Now that you have the basics down, learn a little more about the sites you will be visiting…
Chinchero is the first stop on Peru’s Sacred Valley tour. It contains some Incan ruins and terraces. The main attraction is the old colonial church, which was built by the Spanish conquistadores in the 1500s. They ransacked the town and destroyed the Incan temple of the sun. Over it, they built a Catholic church which is still standing today. My favorite part of the site was stepping into the church. Every inch of the walls and roof are painted with ancient murals, and the exposed beams and altar show their age. An air of heaviness and mystery can definitely be felt once you step inside this piece of history.
My favorite stop on the tour. The ancient Incan salt mines have been used since the 6th century. A river flows through a volcano and when it comes out on the other side, the water consists of 80% salt. The Incans built these pools to evaporate the water and collect and sell the salt. Today, 5,000 of the pools remain, 5 each for the 1,000 resident families of the nearby town of Maras. We went to a small market afterwards where we could buy salt and other products from the community.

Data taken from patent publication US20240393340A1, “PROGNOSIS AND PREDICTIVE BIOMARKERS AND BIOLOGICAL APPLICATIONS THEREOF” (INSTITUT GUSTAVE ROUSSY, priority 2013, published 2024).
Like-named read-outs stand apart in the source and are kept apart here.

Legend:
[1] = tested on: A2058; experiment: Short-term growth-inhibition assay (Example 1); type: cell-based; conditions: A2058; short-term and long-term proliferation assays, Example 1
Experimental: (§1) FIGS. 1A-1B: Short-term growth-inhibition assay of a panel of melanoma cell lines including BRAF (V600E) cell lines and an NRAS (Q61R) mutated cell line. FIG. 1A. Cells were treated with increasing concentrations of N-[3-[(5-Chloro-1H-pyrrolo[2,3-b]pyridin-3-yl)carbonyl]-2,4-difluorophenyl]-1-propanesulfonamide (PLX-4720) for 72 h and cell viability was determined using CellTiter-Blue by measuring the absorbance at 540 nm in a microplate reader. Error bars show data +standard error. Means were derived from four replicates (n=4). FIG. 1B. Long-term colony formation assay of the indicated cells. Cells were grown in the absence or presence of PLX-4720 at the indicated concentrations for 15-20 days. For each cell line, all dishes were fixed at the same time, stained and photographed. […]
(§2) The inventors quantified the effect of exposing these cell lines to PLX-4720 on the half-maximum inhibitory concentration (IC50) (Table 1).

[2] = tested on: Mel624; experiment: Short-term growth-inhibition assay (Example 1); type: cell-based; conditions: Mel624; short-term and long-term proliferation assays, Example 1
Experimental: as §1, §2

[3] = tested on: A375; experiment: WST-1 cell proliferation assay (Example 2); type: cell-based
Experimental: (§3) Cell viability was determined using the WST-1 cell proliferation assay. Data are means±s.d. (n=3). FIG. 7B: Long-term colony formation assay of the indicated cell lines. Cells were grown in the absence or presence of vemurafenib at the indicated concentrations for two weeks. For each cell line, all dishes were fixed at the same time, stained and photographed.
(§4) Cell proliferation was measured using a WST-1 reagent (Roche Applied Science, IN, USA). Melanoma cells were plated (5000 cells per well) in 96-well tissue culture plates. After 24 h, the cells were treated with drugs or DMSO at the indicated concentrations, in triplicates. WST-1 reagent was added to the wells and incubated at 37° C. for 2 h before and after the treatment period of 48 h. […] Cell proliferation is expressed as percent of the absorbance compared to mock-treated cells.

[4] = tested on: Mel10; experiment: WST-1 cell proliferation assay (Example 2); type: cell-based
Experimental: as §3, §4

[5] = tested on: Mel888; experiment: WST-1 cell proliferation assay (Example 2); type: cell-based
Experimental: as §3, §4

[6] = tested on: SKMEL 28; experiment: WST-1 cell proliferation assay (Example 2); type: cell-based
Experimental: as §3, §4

The third stop on the trip. These unique ruins look like something from an alien universe. After years of research, they have finally determined that these strange areas were used as… greenhouses. The Incans built down into the ground to create micro climates on each terrace. The lowest terraces were warm and wet, and they used them to grow and adapt jungle products. The middle terraces were used for their usual harvests, like corn and potatoes, and the uppermost, coldest, and driest terraces grew medicinal herbs. Super interesting!
Ollantaytambo sits just outside the town of, you guessed it, Ollantaytambo. The ruins lie in the intersection of three valleys, and were used as a military checkpoint by the Incas. When the Spanish Conquistadores came, the Inca trail form Ollantaytambo to Machu Pichu was completely destroyed by the Incas, protecting Machu Pichu from destruction and ensuring Ollantaytambo was as far into the sacred valley that the Spanish every moved.
The final ruin on Peru’s Sacred Valley tour lies high in the mountains above the town of Pisac. Daniel and I ended our tour in Ollantaytambo because we had already visited Pisac separately. If you want to cut your tour short, you can see Pisac on your own as well on a separate day trip from Cusco. Read more here.
All in all, the Sacred Valley tour was long, but extremely beautiful and interesting. The views of the mountains and rivers we saw just while driving to our destinations on the bus were stunning, not to mention the ruins themselves. If you visit Cusco, Peru’s Sacred Valley tour should definitely be on your list!
All my love,
Have you been to the Sacred Valley? Share your tips and must see sites below!